Cuba: March 2014

I've just returned from leading a very succesful Sunbird tour of Cuba and with so many highlights it is difficult to know where to start!

Our tour started off in the Pinar del Rio region, about 3 hours west of Havana, we visited Cuevas de Los Portales (Che Guevara's caves). Here we enjoyed superb views of Cuban Solitaire, Cuban Trogon (below), Scaly-naped Pigeon and the first of many La Sagra's Flycatchers. Moving on to Hacienda Cortina we were treated to great views of Giant Kingbird, West Indian and Cuban Green Woodpeckers and the ultra rare Fernadina's Flicker amongst the Royal Palm Trees (Cuba's national tree). We also enjoyed prolonged views of Antillean Palm Swift, Western Spindalis, both Yellow-headed and Olive-capped Warblers and the ultra-cute Cuban Tody.

Cuban Trogon

The next few days saw us travel over 700km to Camaguey, for more special birds which included a number of Cuban endemics. We spent a whole day here to see the Cuban endemics found at La Belen woodland reserve which produced a fantastic array of species including Great Lizard Cuckoo, 9 species of wood-warbler including Prairie, Black-throated Blue and Northern Parula, both Cuban and Palm Crows, the Cuban subspecies of Eastern Meadowlark (highly likely to be split) Plain Pigeon, 2 Giant Kingbirds and the superbly confiding Cuban Pygmy Owl! 

Cuban Pygmy Owl

After La Belen it was time to head up to Cayo Coco on the northern cays. The incredibly bright sun reflecting off the white sand and crystal clear blue Caribbean made the ole sunglasses a must - good job they are permanently welded to the top of my head! 

Fighting our way through the glare we saw some superb species including dozens of luminescent American Flamingos, Key West Quail-dove, West Indian Whistling Duck, Cuban Sparrow, Thick-billed Vireo, Oriente Warbler, a flock of 20 Cedar Waxwings, Piping Plover, 'ridgwayi' Osprey and a multitude of other great stuff including Cuban 'Northern' Flicker.

Cuban 'Northern' Flicker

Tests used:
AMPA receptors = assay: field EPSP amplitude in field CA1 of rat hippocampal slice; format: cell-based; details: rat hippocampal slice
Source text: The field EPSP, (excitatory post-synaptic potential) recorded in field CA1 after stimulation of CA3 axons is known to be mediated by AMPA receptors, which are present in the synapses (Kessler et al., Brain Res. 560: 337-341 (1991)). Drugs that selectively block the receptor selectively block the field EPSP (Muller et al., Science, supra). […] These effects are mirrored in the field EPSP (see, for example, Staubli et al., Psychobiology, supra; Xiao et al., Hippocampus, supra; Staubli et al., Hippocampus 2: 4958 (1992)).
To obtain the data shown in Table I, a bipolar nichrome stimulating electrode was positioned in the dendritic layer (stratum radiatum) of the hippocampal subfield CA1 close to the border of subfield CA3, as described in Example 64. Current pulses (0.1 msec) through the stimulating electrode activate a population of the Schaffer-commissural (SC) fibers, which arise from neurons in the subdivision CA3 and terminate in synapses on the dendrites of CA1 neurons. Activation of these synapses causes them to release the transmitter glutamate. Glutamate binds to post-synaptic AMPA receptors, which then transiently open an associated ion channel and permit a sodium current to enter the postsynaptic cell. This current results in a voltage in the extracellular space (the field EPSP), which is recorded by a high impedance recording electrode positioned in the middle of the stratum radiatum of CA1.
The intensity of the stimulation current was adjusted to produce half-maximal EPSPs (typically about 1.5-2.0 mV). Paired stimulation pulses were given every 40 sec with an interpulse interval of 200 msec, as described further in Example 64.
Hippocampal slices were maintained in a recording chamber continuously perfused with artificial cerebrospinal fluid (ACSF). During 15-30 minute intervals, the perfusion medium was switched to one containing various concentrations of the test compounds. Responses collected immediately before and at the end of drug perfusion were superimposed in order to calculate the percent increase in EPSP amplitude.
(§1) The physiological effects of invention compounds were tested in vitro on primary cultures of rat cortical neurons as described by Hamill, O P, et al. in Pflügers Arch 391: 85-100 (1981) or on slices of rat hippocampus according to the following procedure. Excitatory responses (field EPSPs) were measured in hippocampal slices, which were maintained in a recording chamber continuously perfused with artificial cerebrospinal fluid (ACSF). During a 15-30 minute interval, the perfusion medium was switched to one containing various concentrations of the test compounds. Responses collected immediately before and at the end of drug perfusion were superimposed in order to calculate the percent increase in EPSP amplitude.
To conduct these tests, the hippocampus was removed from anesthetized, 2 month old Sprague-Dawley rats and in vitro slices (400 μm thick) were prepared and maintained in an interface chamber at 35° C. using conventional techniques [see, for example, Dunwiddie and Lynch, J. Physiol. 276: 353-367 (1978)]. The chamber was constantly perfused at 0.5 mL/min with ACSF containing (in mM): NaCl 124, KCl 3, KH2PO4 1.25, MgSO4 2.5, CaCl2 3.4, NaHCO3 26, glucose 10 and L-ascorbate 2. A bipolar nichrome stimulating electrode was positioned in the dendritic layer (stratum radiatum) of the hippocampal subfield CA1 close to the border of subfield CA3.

Other great birds included the Cuban Black Hawk, Bahama Mockingbird, Bahama Swallow and an ultra confiding Yellow-throated Warbler of the south-eastern form, showing the yellow (not wholly white) in the fore-supercilium. 

From a birding tour perspective, Cuba is best divided into four sections. The first being San Diego Los Banos and the area west of Havana, the second being Camaguey/La Belen, the third Cayo Coco and the northern cays and the fourth, well it has to be the famous Zapata Swamp where we spent 4 excellent days. We arrived at Zapata full of anticipation at the endemics awaiting us, and we did rather well! Our first morning saw us scoring Zapata Wren and Zapata Sparrow within an hour of each other in torrential rain. After that, the weather cleared up and left us with a nice sunny morning. West Indian Woodpecker showed well as did Bare-legged Owl, Zenaida Dove, and Grey-headed Quail-dove. 

Soon it was time for THE bird of Cuba to put on a show for us - the smallest bird in the world: BEE HUMMINGBIRD! Watching a pair buzz back and forth like large moths along a 50m long hedgerow was simply brilliant; both the male and female landing at times as close as 6 feet - you probably can't gauge the size here in the images as there's nothing to compare it, with but think of a body size like the top half of your thumb and you're not far off. 

Male Bee Hummingbird - the world's smallest bird!

After 3 days searching we eventually caught up with arguably the best bird and certainly one of the scarcest endemics of the trip, a stunning male Blue-headed Quail-dove (below), foraging around in the leaf litter of a roadside forested area near Playa Giron. Our final endemic came on our drive back to Havana with 4 Red-shouldered Blackbirds showing well early morning.

Blue-headed Quail Dove

Tour total: 176, with all realistically possible Cuban and West Indian endemics seen.

Sample from Cuba: March 2014